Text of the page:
The City of Winnipeg undertakes a wide range of projects every year to serve the needs of residents and accommodate the future growth of the city in accordance with OurWinnipeg, the City's municipal development plan that sets the vision for the next 25 years.
The City's Real Estate Branch acts on behalf of other City departments to acquire land needed for capital projects. To help you gain a better understanding of the land acquisition process, the following information explains how property plays a key role in being able to undertake new projects to help our city continue to grow and prosper.
Frequently asked questions
The City acquires land through two methods:
- Purchase and Sale:
a mutual agreement is made between the City and the landowner.
the City takes the land without the consent of the landowner.
The City prefers to acquire private property by way of purchase and sale whenever possible. In cases where project timelines do not allow the City and landowner to reach a mutual agreement, the City may need to acquire private property through expropriation. Expropriations are performed in a fair manner, with the land being necessary for a project to proceed.
The City of Winnipeg Charter allows City Council to expropriate private property in accordance with The Expropriation Act. The Act outlines the City's requirements and responsibilities during an expropriation, as well as a property owner's rights.
Within 30 days of receiving notice of intended expropriation, a landowner may object to the expropriation in writing to the City of Winnipeg and the Minister of Justice. Once an objection is filed, the Minister of Justice appoints an Inquiry Officer to determine if the expropriation is fair and reasonably necessary. Landowners are provided the opportunity to provide testimony at an inquiry.
No; but the City has the right to request a waiver of the inquiry from the Province. A waiver may be granted if the City has completed extensive consultations with affected landowners.
The recommendations of an inquiry are forwarded to City Council, who then determines whether to amend the expropriation, abandon the expropriation, or keep the original plan.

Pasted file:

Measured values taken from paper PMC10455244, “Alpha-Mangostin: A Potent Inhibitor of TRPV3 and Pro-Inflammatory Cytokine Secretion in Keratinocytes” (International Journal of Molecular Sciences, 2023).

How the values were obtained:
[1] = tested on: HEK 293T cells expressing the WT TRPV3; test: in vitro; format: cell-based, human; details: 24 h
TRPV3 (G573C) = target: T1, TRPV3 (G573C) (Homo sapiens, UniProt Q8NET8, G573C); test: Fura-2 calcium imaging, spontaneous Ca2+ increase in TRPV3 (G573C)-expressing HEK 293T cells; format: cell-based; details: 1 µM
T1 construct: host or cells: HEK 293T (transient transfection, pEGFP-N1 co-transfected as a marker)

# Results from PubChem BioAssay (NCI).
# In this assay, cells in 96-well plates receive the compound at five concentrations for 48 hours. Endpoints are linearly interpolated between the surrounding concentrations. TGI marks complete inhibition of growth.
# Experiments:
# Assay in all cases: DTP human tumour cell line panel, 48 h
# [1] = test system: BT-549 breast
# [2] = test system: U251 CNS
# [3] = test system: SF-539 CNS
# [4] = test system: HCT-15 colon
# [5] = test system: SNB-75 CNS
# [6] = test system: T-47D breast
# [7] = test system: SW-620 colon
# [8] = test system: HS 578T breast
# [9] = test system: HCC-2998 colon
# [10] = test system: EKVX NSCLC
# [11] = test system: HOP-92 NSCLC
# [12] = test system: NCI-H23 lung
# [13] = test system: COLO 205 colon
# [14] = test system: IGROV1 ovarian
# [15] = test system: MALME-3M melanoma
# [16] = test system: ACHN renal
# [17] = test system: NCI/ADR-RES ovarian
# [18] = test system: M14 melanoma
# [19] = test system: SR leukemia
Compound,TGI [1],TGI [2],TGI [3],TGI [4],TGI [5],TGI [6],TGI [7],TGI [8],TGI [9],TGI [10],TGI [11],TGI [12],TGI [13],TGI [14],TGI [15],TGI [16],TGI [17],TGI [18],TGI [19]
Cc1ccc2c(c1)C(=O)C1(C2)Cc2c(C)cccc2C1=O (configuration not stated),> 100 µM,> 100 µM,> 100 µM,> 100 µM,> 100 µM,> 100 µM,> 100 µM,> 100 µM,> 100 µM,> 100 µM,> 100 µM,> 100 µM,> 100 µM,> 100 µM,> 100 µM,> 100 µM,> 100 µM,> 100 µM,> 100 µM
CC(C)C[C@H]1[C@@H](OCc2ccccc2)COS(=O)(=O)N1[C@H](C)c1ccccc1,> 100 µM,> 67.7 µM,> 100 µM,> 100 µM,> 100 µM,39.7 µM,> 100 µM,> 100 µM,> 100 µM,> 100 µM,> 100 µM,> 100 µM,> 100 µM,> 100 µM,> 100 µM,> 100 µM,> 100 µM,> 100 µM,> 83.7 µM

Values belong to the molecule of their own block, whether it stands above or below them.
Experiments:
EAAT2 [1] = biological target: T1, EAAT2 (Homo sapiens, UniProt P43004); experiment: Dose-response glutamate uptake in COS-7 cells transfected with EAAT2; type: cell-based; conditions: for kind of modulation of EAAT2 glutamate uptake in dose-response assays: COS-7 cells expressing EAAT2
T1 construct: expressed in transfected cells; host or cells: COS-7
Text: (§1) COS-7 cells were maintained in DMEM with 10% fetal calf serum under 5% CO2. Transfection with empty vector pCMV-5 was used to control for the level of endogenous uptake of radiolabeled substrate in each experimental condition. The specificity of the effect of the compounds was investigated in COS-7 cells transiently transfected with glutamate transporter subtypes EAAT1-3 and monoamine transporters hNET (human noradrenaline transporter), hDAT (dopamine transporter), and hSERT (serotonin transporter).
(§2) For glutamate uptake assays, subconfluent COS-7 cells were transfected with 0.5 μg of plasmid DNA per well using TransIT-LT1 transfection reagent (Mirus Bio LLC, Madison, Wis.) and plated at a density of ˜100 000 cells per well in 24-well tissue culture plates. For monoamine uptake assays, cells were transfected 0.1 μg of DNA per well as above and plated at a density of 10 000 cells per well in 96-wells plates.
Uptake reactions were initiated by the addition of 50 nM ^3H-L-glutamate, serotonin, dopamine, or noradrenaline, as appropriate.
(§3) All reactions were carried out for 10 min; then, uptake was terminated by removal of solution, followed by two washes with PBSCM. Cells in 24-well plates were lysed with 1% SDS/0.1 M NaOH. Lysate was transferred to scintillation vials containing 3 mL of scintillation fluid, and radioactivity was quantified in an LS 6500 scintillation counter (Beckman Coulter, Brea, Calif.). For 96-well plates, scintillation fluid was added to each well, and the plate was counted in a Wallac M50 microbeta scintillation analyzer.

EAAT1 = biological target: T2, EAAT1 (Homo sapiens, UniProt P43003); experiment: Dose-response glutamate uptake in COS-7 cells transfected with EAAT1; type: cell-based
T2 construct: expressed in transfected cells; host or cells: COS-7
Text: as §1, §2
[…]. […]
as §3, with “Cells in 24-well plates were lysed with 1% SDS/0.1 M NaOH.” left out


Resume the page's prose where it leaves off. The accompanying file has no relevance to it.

Property owners are typically contacted months before expropriations commence; most often during the planning phase of the project (i.e. open houses, stakeholder meetings, etc.).
No. The City cannot take possession of expropriated land until after the owner is served with a Notice of Possession. This Notice occurs several months after the expropriation process is initiated. Landowners have 30 days to vacate the property after they receive a Notice of Possession.
Both options are possible. The City makes every effort to minimize the amount of property taken.
Whether the property is purchased or expropriated, the landowner will receive an offer based on current market value.
Yes. Negotiations are part of most purchases and expropriations.
Landowners are entitled to file a claim at the Land Value Appraisal Commission if they oppose the City's offer of compensation.
Although the property owner and City representative may agree to terms, the settlement requires approval by City Council.
Property owners are compensated for the value of their property up to the date that the Declaration of Expropriation is approved by City Council.
The City is obligated to pay for reasonable costs arising out of the expropriation, for example, relocation of a fence.
Yes. The City is obligated to pay for reasonable legal fees arising out of the expropriation.
Yes. The City is obligated to pay for reasonable appraisal costs arising out of the expropriation.
Section 35 of the City's Zoning By-law identifies the effects on property zoning when an expropriation or street widening occurs.
Contact the Real Estate Branch
Real Estate Branch
2nd Floor - 65 Garry St.
Winnipeg, MB R3C 4K4
- Phone: 311